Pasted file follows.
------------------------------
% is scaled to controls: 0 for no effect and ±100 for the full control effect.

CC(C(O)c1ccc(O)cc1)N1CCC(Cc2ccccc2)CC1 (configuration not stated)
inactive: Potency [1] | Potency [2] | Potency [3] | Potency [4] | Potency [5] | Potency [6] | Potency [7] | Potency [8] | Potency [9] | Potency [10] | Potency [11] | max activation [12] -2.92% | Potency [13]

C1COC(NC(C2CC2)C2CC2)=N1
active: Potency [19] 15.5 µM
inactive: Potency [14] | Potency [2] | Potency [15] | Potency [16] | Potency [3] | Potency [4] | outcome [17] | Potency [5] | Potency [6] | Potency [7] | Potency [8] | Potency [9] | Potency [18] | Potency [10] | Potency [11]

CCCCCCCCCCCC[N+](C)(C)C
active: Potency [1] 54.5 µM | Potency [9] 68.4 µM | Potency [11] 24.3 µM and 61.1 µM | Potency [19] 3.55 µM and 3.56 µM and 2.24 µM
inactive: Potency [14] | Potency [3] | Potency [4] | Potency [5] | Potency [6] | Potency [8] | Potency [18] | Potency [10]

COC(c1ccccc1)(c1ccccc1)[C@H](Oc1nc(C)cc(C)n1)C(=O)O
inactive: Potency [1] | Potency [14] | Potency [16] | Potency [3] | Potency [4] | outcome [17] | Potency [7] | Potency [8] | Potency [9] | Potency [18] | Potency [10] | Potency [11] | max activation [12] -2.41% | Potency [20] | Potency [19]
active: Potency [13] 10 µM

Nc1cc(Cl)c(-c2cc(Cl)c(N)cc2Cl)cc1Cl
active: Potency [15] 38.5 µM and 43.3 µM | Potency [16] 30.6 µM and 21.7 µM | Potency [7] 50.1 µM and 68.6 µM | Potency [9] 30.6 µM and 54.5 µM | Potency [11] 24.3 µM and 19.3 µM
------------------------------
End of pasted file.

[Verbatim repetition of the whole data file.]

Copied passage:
% is scaled to controls: 0 for no effect and ±100 for the full control effect.

CC(C(O)c1ccc(O)cc1)N1CCC(Cc2ccccc2)CC1 (configuration not stated)
inactive: Potency [1] | Potency [2] | Potency [3] | Potency [4] | Potency [5] | Potency [6] | Potency [7] | Potency [8] | Potency [9] | Potency [10] | Potency [11] | max activation [12] -2.92% | Potency [13]

C1COC(NC(C2CC2)C2CC2)=N1
active: Potency [19] 15.5 µM
inactive: Potency [14] | Potency [2] | Potency [15] | Potency [16] | Potency [3] | Potency [4] | outcome [17] | Potency [5] | Potency [6] | Potency [7] | Potency [8] | Potency [9] | Potency [18] | Potency [10] | Potency [11]

CCCCCCCCCCCC[N+](C)(C)C
active: Potency [1] 54.5 µM | Potency [9] 68.4 µM | Potency [11] 24.3 µM and 61.1 µM | Potency [19] 3.55 µM and 3.56 µM and 2.24 µM
inactive: Potency [14] | Potency [3] | Potency [4] | Potency [5] | Potency [6] | Potency [8] | Potency [18] | Potency [10]

COC(c1ccccc1)(c1ccccc1)[C@H](Oc1nc(C)cc(C)n1)C(=O)O
inactive: Potency [1] | Potency [14] | Potency [16] | Potency [3] | Potency [4] | outcome [17] | Potency [7] | Potency [8] | Potency [9] | Potency [18] | Potency [10] | Potency [11] | max activation [12] -2.41% | Potency [20] | Potency [19]
active: Potency [13] 10 µM

Nc1cc(Cl)c(-c2cc(Cl)c(N)cc2Cl)cc1Cl
active: Potency [15] 38.5 µM and 43.3 µM | Potency [16] 30.6 µM and 21.7 µM | Potency [7] 50.1 µM and 68.6 µM | Potency [9] 30.6 µM and 54.5 µM | Potency [11] 24.3 µM and 19.3 µM